What to Feed to Your Fish

What to Feed to Your Fish?

In the aquarium, we cannot provide a lot of aquatic plants for fish to eat, and we are unwilling to feed live fish to our carnivorous fish, so we feed them pre-prepared food.

Food is usually made into dry flakes, which provide fish with all the vitamins, minerals, and energy. The standard tropical fish feed flake is suitable for all fish, especially omnivorous fish, but if your fish is more herbivorous or carnivorous, then you have to prepare special dry bait for the fish, such as algae flakes for herbivorous fish, or meat sticks for carnivorous fish.

Dry food flakes, meat sticks, algae flakes, pellet food, and tablet food are all staple foods we prepare for fish, and fish can eat these foods to survive, grow and reproduce.

Try to prepare a dry staple food for your fish. Because this dry food is nutritionally fortified, that is, a small package can provide sufficient nutrients, even more nutritious than most natural foods eaten by fish in the wild. This means that even if you use a feeder to feed dry food two or three times a day, it can still meet the needs of the fish.

How Often Should We Feed the Fish?

Once we have determined the feeding habits of the fish, we can choose the right food for them and determine the frequency of feeding.

Remember, carnivorous fish do not eat much in the wild, so this habit can also be simulated in the aquarium environment. Large carnivorous fish, such as Oscar, only need to be fed with dry feed every other day. If fed frozen bait, such as frozen shellfish or fish, they can have enough at one time, so feed 1-2 times per week is enough.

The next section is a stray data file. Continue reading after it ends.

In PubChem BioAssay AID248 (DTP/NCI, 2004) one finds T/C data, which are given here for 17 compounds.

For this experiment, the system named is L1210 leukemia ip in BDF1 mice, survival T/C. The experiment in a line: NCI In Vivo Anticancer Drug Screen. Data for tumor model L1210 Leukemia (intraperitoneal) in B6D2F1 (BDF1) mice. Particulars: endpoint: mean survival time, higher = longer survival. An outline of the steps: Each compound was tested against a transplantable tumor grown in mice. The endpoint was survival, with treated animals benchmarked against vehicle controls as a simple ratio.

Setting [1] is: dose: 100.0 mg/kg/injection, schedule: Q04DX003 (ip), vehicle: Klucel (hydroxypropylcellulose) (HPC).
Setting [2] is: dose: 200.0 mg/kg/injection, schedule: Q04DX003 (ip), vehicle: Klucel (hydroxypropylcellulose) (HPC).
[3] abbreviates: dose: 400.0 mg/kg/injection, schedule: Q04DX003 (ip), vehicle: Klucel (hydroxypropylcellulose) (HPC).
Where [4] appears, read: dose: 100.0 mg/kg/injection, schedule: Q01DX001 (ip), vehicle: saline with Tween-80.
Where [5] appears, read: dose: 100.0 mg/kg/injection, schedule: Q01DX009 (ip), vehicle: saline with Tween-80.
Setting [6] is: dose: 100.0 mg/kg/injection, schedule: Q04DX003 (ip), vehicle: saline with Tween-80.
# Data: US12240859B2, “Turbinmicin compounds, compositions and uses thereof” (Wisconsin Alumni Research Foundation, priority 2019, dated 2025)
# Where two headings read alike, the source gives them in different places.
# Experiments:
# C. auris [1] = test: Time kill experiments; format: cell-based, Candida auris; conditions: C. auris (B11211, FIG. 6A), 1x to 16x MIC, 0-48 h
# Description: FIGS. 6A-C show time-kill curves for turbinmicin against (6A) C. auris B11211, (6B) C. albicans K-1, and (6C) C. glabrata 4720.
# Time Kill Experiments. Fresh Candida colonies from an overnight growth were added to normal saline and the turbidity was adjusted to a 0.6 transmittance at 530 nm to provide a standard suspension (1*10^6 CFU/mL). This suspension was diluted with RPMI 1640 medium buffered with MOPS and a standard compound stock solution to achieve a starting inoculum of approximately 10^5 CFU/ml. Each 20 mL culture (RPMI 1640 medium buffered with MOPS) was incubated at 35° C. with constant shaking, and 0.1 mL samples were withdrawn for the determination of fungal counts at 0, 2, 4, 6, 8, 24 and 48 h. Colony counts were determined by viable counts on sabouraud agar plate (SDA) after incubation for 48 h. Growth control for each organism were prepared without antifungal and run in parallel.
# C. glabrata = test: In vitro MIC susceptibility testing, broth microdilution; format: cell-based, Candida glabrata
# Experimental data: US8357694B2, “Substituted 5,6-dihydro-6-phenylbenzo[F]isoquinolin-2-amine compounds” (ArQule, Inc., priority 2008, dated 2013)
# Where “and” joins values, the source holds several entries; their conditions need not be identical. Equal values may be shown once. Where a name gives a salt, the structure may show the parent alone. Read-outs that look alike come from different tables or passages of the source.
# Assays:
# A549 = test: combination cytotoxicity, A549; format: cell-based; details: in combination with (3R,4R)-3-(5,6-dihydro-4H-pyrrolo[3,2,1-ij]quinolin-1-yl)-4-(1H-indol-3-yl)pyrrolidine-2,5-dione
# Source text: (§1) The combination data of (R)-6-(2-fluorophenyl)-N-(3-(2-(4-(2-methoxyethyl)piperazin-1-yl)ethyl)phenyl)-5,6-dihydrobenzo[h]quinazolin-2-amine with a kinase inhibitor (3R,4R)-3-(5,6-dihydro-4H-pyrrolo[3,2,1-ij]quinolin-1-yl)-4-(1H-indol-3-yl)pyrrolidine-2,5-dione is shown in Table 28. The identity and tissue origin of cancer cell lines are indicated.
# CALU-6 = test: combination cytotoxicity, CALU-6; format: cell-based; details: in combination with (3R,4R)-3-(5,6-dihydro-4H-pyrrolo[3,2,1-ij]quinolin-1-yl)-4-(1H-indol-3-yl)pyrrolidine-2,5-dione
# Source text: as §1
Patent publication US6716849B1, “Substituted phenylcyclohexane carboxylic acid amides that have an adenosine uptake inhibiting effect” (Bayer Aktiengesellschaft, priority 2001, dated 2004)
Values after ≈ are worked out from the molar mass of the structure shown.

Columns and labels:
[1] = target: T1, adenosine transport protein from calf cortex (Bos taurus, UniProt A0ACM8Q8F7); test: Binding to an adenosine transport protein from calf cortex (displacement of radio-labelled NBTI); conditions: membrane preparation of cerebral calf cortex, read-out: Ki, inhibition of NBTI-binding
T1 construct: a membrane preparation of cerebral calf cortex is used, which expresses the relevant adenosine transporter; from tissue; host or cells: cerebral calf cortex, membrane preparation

Overfeeding carnivorous fish with protein-rich foods can make them fatter, put their internal organs in a dangerous state, and shorten the fish’s lifespan. If your fish is begging you for food every hour, every day, don’t give in to your smart fish. They may grow very fast in a short time, but in the long run, they may shorten their lifespan, and this also increases the pressure on your filter, because protein-rich foods will be converted into a lot of ammonia.

Even plant-based dry feed is more nutritious than fish in the natural environment, and it is appropriate to feed it two or three times a day. If you feed the fish with tablet feed or algae flakes, both types of food contain a large amount of food that the fish can digest for a long time. The purpose is to keep the fish nibbling for the rest of the day.

Check if you have fed the correct amount of food and put enough algae discs in so that the herbivorous fish will continue to eat for the rest of the day. If you eat up within 1 hour, feed more; if there is still some feed left at the bottom of the aquarium the next day, then you have fed too much.

For all tropical fish, omnivorous fish can eat 1 to 3 meals a day of standard tropical fish food. Feed the amount of feed as much as possible so that the fish can eat within 5 minutes. If there is any food remaining at the bottom of the aquarium after 10 minutes, it means that you have fed too much.

Use a net or siphon to remove the remaining bait to avoid pollution to the water. The best way to feed omnivorous fish is to eat small and frequent meals. In addition, remember that small fish like traffic lights have a faster metabolism than large fish, so regardless of the nature of the feed, they should be fed more frequently.

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